Developing a Framework for a Green Economy: Strategies to Builds More Inclusive and Equitable Prosperity
Your Excellency Ms. Yoo Young-Sook,
Minister of Environment of the Republic of Korea,
Ladies and gentlemen,
The United Nations Secretary-General, Mr. Ban Ki-moon, has expressed the challenge of Rio+20 as the creation of a new, better model for 21st century economies. In his words: “With smart public policies, governments can grow their economies, alleviate poverty, create decent jobs and accelerate social progress in a way that respects the earth's finite natural resources.”
It is my great pleasure therefore, to share some perspectives this evening from the Economic and Social Commission for Asia and the Pacific (ESCAP), on the important theme of developing a possible framework for a green economy.
Our region has seen rapid economic growth over the past few decades, lifting tens of millions out of poverty. But we have also felt the impact of the financial crisis and the high price of fuel, food and other commodities. These have been further compounded by devastating natural disasters and climate change – and our poorest, most vulnerable countries, have been hardest hit.
The Asia-Pacific experience has shown that we cannot hope to burn and consume our way to prosperity. The resource- and carbon-intensive, environmentally damaging, and socially-inequitable development path is becoming a dead end.
Greener economies are smarter economies – they approach resource and climate crises as opportunities to generate economic, social and environmental gains.
The big question of course is how best do countries implement green development strategies in a way that builds more inclusive and equitable prosperity, helping the millions who still live in poverty and easing the pressures on our over-stretched ecosystems? The Asia-Pacific region is already taking important steps towards answering this question.
Excellencies, Ladies and gentlemen,
Asia-Pacific Green Economy Leadership
Green growth was first adopted as a key Asia-Pacific strategy to achieve sustainable development at the fifth Ministerial Conference on Environment and Development in 2005.
In August 2008, President Lee Myung-bak of the Republic of Korea became the first political leader to declare low carbon green growth as a national vision and strategy - and subsequently set up a comprehensive institutional and legal framework to implement it in his country.
Since then, the Republic of Korea has been very active in helping other countries to develop green economy strategies through their support of capacity building programmes under the Seoul Initiative on Green Growth, which is implemented by ESCAP.
This side event, jointly organized by ESCAP and the Republic of Korea, aims to promote examples of green growth policies in the region and is another example of the great partnership we have built. I want to take this opportunity to express our thanks to the Government of Korea, for the strength of this partnership.
Many other countries have also developed their own versions of green economic policies and strategies including Cambodia, China, Indonesia and Kazakhstan. More still are seeking advice and support to develop similar policies and programmes – and there is much work still ahead, especially for our least developed countries, landlocked developing countries and Small Island developing States.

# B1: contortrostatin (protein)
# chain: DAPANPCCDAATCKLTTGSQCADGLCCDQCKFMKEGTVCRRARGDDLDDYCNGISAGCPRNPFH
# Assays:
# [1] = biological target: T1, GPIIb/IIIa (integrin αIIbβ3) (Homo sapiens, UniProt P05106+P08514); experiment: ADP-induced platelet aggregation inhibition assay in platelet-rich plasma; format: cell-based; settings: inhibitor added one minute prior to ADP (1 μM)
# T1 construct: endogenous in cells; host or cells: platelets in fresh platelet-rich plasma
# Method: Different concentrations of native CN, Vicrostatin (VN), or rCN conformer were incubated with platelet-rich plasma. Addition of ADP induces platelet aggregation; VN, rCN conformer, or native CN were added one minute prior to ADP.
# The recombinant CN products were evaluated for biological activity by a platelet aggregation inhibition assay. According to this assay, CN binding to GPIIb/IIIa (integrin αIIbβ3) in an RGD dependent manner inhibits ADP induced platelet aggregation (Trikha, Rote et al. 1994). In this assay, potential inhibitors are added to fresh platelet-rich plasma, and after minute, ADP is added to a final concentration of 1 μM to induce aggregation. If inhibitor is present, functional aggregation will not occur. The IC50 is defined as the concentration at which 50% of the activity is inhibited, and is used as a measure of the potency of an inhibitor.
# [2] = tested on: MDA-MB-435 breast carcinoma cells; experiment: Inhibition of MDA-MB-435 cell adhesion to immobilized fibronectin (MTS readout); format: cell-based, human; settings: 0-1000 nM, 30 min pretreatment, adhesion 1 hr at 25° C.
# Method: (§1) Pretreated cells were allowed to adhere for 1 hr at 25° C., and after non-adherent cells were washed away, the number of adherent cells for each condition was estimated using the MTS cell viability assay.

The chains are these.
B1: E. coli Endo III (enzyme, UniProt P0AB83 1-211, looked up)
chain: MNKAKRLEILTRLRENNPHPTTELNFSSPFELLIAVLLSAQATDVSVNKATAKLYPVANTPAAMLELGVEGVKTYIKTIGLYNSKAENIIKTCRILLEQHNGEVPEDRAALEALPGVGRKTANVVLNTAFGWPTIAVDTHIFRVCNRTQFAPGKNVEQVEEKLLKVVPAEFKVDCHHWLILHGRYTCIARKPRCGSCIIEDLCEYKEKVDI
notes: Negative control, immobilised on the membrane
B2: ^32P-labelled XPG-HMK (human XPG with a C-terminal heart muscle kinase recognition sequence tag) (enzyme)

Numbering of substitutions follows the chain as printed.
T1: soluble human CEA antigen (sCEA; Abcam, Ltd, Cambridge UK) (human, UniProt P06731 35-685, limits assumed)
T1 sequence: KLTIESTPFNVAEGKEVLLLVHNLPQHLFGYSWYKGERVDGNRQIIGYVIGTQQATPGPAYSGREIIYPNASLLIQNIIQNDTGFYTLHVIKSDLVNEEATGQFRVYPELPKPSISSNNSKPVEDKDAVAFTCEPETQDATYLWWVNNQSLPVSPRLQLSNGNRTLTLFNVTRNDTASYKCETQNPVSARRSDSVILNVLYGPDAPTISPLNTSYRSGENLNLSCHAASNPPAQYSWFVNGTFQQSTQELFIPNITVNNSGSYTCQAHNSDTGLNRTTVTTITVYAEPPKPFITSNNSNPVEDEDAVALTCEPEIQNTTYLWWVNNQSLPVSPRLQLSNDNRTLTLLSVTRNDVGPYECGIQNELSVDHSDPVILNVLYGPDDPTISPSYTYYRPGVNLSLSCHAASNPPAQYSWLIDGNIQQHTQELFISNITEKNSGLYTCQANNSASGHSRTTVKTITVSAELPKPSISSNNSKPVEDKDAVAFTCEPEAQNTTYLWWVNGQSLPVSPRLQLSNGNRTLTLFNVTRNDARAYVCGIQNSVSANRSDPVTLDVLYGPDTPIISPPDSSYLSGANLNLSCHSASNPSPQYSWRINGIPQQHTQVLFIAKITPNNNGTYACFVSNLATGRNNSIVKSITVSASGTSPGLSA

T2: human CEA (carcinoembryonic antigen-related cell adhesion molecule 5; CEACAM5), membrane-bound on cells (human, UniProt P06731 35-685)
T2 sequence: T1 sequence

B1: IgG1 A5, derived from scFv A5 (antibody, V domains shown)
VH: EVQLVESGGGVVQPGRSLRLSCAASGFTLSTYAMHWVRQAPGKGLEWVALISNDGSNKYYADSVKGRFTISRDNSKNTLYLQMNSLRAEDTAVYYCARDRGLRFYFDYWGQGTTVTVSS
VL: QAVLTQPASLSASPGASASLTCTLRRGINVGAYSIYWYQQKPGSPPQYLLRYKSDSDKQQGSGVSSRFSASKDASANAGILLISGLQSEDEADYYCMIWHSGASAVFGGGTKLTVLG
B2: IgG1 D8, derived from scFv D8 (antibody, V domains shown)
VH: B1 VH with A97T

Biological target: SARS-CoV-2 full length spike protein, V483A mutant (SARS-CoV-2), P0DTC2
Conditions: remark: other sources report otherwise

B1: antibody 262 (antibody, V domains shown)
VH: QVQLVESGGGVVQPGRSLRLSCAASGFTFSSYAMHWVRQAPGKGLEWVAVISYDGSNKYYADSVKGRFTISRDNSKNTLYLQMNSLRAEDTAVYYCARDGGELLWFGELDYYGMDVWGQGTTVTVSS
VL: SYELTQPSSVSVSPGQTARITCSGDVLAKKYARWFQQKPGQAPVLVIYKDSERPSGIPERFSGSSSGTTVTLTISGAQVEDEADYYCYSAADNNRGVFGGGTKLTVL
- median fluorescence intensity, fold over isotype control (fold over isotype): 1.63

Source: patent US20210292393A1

In order to support member States in their efforts to green their economies, ESCAP, with the support of the Republic of Korea, has recently released its Low Carbon Green Growth Roadmap for Asia and the Pacific.
Our Roadmap shows the road that has already been travelled and explores the opportunities that a greener growth path can offer through a transformation of economic systems. It includes a comprehensive list of policy options, practical implementation strategies, and examples of successful practices woven through more than 100 fact sheets and case studies. These case studies are concrete examples undertaken by various national governments using the concept of low carbon green growth as a tool in their own ways.
Excellencies, Ladies and gentlemen,
Green Economies Must Ensure Greater Social Equity
As important as greener economies are, they must be seen in the context of the broader objectives of sustainable development and poverty eradication.
The greening of growth cannot alone solve the root causes of poverty. Green growth strategies must be integrated with inclusive social policies that ensure the fair distribution of the costs and benefits of such growth.
In conclusion, it is the hope of the Asia-Pacific region, expressed through the Seoul Outcome in preparation for Rio+20, that this summit will stimulate a global partnership for sustainable development. We must develop an action-oriented, forward-looking, consensus-based and inclusive outcome, as well as consensus that the green economy must be based on the three pillars of sustainable development, supported by international commitments to finance and technology. Only then can it be a strategy to sustain growth for poverty eradication.
As the regional arm of the United Nations in Asia and the Pacific, ESCAP stands ready to assist countries of the region, but also to build green bridges between regions, with the goal of achieving more inclusive and sustainable shared prosperity.
I thank you.